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Guide written by Contractor Financials

With Government finances still tight no one was expecting fireworks from George Osborne’s last Budget before the 2015 General Election however he has had the ability to pull the proverbial rabbit out of the hat in his last two budget speeches to the House of Commons, with pension’s reform this time last year and the stamp duty overhaul in the Autumn Statement.

So it is perhaps no surprise that, despite the restricted room for manoeuvre, the Chancellor still managed to pull out a few interesting sweeteners which should benefit the Contractor community writes Tony Harris of specialist IFA ContractorFinancials.


The 2015 Budget at a Glance

  • Help to Buy ISA’s - first time buyers get help from the Government to save for a deposit on a house, for every £200 you put in to the ISA, the Government will put in £50.
  • A fully flexible ISA - people will have complete freedom to take money out and put it back in to their ISA without losing their tax entitlement
  • Tax free savings - basic rate taxpayers will be able to combat low returns on cash savings thanks to a £1000 tax free allowance on any returns on savings held outside of an ISA. Higher rate tax payers will benefit too but from a reduced allowance of £500.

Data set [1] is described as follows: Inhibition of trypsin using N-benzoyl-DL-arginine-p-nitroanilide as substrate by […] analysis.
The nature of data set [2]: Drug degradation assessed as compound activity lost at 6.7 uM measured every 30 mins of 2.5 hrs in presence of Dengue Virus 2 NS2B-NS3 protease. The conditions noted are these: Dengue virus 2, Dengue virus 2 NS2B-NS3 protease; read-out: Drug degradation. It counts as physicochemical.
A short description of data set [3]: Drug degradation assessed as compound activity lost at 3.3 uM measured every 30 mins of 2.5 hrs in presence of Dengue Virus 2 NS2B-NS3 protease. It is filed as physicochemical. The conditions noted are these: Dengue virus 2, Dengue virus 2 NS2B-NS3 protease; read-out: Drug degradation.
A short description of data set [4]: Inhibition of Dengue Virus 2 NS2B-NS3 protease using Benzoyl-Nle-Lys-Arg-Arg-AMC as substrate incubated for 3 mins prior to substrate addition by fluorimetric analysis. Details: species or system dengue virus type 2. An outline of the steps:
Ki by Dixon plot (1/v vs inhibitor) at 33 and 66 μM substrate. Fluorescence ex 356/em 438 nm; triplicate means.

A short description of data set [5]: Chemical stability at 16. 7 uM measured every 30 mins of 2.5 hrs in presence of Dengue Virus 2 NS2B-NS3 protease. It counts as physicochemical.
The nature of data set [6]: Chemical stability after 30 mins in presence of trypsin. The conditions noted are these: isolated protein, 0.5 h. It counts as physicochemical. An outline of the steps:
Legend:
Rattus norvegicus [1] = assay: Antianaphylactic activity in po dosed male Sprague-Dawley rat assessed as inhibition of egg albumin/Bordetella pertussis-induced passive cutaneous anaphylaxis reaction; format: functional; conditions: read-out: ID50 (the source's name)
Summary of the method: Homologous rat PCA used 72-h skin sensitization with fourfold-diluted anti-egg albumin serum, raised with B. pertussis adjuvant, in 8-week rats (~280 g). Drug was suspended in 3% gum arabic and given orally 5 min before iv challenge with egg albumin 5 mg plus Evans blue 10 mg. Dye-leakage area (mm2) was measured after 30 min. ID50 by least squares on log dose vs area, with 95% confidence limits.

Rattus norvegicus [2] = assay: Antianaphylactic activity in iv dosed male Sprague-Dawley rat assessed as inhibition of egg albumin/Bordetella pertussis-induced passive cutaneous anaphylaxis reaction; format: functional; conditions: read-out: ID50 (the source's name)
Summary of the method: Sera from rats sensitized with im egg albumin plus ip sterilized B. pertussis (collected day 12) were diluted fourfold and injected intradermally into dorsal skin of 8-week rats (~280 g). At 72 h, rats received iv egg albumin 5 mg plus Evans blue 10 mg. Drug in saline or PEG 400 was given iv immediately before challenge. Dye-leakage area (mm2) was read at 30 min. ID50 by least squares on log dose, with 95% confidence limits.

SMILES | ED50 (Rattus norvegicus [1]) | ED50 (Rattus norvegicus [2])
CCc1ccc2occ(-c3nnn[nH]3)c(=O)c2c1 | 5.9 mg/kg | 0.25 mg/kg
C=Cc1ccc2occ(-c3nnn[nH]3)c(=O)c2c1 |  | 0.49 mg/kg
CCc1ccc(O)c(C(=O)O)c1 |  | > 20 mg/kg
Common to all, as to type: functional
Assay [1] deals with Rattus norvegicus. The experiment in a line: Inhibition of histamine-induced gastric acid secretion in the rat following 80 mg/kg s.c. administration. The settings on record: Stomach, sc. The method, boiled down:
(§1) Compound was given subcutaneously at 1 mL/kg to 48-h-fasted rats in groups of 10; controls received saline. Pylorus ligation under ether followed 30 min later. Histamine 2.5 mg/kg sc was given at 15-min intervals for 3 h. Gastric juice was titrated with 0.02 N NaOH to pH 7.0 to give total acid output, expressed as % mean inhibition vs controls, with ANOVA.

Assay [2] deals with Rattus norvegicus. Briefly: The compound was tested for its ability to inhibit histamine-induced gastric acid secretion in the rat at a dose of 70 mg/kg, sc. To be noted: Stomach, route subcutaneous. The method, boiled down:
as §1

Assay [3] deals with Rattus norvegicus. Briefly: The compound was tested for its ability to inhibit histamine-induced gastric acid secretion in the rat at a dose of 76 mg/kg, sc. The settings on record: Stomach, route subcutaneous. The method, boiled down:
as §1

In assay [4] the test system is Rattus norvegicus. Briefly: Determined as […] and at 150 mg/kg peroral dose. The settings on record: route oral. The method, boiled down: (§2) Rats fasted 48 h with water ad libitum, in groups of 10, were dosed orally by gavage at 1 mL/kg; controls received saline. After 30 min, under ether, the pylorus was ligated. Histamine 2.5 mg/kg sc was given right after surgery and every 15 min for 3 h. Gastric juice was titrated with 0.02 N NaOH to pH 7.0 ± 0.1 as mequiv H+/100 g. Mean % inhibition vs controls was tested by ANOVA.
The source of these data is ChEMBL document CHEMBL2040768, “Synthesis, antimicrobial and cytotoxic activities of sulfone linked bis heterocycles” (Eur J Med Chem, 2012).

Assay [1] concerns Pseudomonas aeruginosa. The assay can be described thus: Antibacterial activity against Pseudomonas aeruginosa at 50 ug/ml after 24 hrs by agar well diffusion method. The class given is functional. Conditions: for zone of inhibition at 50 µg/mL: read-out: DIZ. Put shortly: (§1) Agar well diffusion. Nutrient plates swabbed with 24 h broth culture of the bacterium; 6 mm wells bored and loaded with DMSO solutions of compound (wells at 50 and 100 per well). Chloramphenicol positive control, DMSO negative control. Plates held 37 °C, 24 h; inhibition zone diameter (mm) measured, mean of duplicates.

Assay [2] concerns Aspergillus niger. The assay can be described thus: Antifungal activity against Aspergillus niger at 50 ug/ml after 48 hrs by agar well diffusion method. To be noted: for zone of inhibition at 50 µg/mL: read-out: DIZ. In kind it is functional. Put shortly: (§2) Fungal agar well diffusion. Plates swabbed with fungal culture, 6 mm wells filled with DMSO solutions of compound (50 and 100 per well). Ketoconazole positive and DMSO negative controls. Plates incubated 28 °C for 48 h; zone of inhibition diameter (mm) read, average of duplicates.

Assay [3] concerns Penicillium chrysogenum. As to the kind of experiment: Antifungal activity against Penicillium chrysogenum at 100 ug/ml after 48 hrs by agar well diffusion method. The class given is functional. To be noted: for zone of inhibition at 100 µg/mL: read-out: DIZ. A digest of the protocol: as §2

• Pension’s allowances - the lifetime pensions allowance reduced to £1million from £1.25million from next year. No change to the annual allowance.
  • Personal allowance - due to rise from £10,000 to £10,600 from April this year. To be passed onto higher rate taxpayers too and overall will represent a tax cut for 27 million people.
  • Self-Assessment – Osborne scrapped annual tax returns in favour of digital records like online bank accounts that will keep an up to date record of the amount of tax you owe.
  • Travel expenses- Umbrella clients to face restrictions on what they can reclaim